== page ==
Leah was still fuming hours after he left, slowly continuing to melt down the exposed wires under Rover’s paws and making note that the sun had long since disappeared under the horizon. She hated this dog. It was taking all of her will not to pull it apart and leave the pieces for another project, one that mattered. Instead she had to leave this waste of wires intact. The one she was supposed to rip apart, the one she was supposed to kill, was Illia.

She glanced down at the tiny robot sitting crookedly on the table. It was true; this doll made of wires and parts and drives was a personal project, but it was from an idea that had come from upstairs. It was one that could be considered more once the prototype was finished. It was one that could do a lot of good if released onto the world. She was small, would eventually run on solar power and be waterproof. She could come in all kinds of shapes and sizes. She could even come in the shape of a dog if some peoplereally wanted that.

She glared at Rover and punched the plate over his chest, then wished she hadn’t as the blisters on her knuckles burst. She didn’t even like dogs. The only dog she ever liked was the one in Fahrenheit 451, the one that was what a robot should be; soulless, programmable, a machine designed for one purpose and could do its job without concern.

Leah picked up Rover and dropped him on the floor, hearing something shatter and not caring. Nobody was going to love the dog when it was programmed to be a hunting machine of death just like the Mechanical Hound. Especially if she set it on Tejakin himself in an ironically beautiful twist of fate.

She regarded Illia, then Rover as he lay on his side on the floor. She had spent too long on both to just throw them away. Both were made as much from blood and sweat as from oil and hardware. She couldn’t completely remove Rover from her own memory and program herself to focus only on Illia. She couldn’t bring herself to remove weeks of 10-hour days, of being the one to lock up the whole facility after staying until the dawn lights showed.

Perhaps it was okay like this, having others step in and build Rover for her. She wouldn’t have to look at this stupid mutt and think about billionaires and brand loyal maniacs who were crying out on their computers for a dog made of steel that cost thousands of dollars. Her name would still be on the damned waste of metal.

If she had a group, then she could remove some of the workload from herself. She could work on Illia.

Leah got up and kicked her chair back, stretching the stiffness from her muscles. Let the new kids pick up the slack for once. She could say she was behind on schedule because people kept coming down and changing it. Let them stress over a mutt that could never be petted, never be let free on a leash, never show a personality beyond following orders.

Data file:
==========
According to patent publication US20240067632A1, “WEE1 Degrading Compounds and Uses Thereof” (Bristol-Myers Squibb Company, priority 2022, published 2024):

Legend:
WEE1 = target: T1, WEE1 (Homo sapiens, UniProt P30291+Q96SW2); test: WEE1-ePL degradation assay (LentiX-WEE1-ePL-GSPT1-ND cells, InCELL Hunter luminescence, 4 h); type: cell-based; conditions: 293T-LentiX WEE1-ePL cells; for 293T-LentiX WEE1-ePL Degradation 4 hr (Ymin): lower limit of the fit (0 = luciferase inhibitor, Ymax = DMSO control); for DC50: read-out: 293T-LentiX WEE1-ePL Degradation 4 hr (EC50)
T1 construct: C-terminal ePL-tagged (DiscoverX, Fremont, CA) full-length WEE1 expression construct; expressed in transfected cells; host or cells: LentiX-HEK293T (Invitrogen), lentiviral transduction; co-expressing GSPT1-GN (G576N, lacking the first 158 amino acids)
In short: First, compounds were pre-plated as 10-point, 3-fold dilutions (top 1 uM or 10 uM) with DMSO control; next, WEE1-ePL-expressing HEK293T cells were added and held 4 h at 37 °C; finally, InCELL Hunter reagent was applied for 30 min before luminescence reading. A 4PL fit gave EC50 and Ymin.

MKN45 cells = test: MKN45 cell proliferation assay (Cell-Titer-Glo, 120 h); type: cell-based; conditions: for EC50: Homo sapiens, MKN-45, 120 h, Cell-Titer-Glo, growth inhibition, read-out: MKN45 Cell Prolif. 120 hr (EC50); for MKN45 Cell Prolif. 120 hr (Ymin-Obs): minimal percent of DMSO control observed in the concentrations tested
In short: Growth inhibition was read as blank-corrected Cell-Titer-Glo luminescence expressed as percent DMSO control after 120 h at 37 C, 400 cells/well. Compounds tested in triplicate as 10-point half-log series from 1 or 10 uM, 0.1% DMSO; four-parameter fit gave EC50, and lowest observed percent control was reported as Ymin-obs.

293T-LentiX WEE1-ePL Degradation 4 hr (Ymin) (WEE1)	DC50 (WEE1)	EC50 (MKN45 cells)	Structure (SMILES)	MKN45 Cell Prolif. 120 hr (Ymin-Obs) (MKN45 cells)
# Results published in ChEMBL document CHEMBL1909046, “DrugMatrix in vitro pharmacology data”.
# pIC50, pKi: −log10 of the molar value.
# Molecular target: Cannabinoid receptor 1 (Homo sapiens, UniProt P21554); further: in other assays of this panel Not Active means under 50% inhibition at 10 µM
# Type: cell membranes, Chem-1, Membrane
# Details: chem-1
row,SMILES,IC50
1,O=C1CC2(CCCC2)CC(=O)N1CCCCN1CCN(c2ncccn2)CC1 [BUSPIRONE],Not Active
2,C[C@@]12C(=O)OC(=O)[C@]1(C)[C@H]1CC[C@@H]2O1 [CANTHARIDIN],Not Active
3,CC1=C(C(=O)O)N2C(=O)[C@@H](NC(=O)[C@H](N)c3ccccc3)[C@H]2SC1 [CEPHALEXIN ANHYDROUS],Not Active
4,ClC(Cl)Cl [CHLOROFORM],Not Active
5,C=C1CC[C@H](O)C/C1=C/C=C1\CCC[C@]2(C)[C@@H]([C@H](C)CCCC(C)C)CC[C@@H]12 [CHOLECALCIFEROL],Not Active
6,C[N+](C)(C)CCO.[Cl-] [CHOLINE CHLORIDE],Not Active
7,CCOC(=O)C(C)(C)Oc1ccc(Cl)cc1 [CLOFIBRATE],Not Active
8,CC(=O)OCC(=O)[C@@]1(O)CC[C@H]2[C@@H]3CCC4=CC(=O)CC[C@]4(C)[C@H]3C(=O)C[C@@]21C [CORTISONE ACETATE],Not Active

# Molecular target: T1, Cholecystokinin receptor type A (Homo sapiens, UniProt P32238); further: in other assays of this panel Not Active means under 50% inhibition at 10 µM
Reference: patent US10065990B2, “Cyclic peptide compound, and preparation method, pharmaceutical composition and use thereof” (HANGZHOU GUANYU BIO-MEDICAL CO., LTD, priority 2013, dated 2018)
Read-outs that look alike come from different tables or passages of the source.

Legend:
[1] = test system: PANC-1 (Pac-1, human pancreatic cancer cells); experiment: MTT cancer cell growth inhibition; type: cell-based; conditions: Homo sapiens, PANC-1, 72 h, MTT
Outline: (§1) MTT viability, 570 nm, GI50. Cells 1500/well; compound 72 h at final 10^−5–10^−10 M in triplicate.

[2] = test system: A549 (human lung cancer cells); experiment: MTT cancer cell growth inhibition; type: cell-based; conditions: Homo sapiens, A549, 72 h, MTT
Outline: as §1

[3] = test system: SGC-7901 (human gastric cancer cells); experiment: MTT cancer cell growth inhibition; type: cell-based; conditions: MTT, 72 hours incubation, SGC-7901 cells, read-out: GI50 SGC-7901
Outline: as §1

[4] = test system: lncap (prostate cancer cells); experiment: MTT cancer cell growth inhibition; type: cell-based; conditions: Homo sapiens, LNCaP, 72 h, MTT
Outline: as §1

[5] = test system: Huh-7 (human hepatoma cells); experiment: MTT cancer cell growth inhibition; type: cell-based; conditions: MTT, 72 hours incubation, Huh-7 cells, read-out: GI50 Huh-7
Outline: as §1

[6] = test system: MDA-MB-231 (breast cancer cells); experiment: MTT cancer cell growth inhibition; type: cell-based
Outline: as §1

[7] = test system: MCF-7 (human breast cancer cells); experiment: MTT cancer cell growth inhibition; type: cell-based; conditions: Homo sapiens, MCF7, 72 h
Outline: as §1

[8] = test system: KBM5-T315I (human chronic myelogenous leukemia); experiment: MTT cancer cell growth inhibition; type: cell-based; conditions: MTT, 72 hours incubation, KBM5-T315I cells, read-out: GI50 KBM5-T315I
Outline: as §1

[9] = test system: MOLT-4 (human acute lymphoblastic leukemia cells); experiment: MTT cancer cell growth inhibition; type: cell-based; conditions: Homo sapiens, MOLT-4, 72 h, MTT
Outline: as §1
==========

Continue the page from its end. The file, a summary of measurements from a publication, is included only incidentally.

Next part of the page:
The problem was of course that she wasn’t officially supposed to be working on Illia now. If she was caught, then Illia would meet the trash anyway.

Leah scooped Rover off the ground and threw him back down on the desk. She had to hide the doll, the precious child of her hard work and time. They couldn’t destroy her. They couldn’t take her away.

She lifted Illia off the bench, untangling her loose wires from the connections on the desk and holding her close as if she was a child holding a real doll. She glanced around the room, then reached up and placed the robot on top of a box of spare parts, just above eye-sight. Illia’s leg hung over the edge but she wasn’t unbalanced, which was perfect for Leah. Now she was out of danger and still visible for her, a reminder that she would eventually go back to the little project.

Leah sighed and fetched her chair, which had skidded across the room. It was sitting against a box of discarded parts, pieces of projects and Frankensteins that were also dropped. She thought about pulling the box out, considering the other parts, the other blueprints, the other memories of hard work shoved in the corner and forgotten, but thought better of it. Trudging through past would-be achievements would only leave her in a slumping depression, one that killed what little motivation she had left to finish Rover.

She sank into the chair and spun it around, turning her attention back to the dog. She could at least get something done today, make it look like she had worked on him, and pour her attention into Illia tomorrow.

Rover was still sitting on the desk, but his breast plate had fallen to the floor. Leah rolled over and picked it up, then clicked it back in and stood Rover up. She flicked through her toolbox to find her pliers, then swore as the breast plate popped off again.

She snatched it up and shoved it into Rovers middle, holding it with one hand and clicking each edge in place with the other. Rover stood still, unresponsive, dead, staring straight ahead with a single lens in his forehead.

Then his tail fell off.

Leah swore again and smacked the mutt with its tail and the breast plate flew off and clattered to the floor.

‘What are you doing now, you piece of shit?’Rover’s engine clicked on then, making a low whirring sound like a growl. Leah leapt back, and Rover shuddered, spilling gears and oil across the bench.